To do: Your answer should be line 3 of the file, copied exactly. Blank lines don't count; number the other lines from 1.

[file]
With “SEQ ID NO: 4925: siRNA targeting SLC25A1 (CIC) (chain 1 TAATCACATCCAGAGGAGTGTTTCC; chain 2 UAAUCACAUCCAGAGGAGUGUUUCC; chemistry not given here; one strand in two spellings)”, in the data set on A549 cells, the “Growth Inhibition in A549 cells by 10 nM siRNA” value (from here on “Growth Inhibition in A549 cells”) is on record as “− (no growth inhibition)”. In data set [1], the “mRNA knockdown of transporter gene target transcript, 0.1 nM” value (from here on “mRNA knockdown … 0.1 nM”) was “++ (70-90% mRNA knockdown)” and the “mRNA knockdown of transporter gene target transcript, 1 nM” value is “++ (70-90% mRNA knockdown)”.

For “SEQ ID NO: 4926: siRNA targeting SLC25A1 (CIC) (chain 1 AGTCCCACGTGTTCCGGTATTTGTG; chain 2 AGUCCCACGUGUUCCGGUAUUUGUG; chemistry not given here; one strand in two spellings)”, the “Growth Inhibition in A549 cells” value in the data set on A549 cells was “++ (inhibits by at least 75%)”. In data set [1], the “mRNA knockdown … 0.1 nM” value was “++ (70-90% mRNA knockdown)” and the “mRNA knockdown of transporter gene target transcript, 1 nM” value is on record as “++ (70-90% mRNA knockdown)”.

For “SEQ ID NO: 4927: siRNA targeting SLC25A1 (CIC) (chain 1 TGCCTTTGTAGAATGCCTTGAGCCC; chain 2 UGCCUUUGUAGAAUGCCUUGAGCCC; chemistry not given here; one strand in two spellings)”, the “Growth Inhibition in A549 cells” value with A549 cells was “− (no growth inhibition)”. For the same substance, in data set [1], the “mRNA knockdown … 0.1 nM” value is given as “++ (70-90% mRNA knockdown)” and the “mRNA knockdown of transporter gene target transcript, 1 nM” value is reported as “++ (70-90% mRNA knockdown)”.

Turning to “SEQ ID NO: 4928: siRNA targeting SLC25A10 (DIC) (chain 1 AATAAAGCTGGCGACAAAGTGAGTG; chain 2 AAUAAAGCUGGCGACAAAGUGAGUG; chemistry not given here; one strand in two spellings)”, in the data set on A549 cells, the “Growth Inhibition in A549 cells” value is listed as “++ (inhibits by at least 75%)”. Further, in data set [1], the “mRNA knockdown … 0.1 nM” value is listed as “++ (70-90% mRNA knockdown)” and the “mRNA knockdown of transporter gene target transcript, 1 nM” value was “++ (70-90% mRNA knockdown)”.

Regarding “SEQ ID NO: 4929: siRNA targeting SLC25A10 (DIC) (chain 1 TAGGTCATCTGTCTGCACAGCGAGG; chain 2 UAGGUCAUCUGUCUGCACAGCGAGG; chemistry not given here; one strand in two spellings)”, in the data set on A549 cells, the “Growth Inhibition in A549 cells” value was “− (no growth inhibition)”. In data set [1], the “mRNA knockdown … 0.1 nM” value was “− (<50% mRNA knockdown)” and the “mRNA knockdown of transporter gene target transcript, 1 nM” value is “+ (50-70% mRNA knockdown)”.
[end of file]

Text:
For “SEQ ID NO: 4927: siRNA targeting SLC25A1 (CIC) (chain 1 TGCCTTTGTAGAATGCCTTGAGCCC; chain 2 UGCCUUUGUAGAAUGCCUUGAGCCC; chemistry not given here; one strand in two spellings)”, the “Growth Inhibition in A549 cells” value with A549 cells was “− (no growth inhibition)”. For the same substance, in data set [1], the “mRNA knockdown … 0.1 nM” value is given as “++ (70-90% mRNA knockdown)” and the “mRNA knockdown of transporter gene target transcript, 1 nM” value is reported as “++ (70-90% mRNA knockdown)”.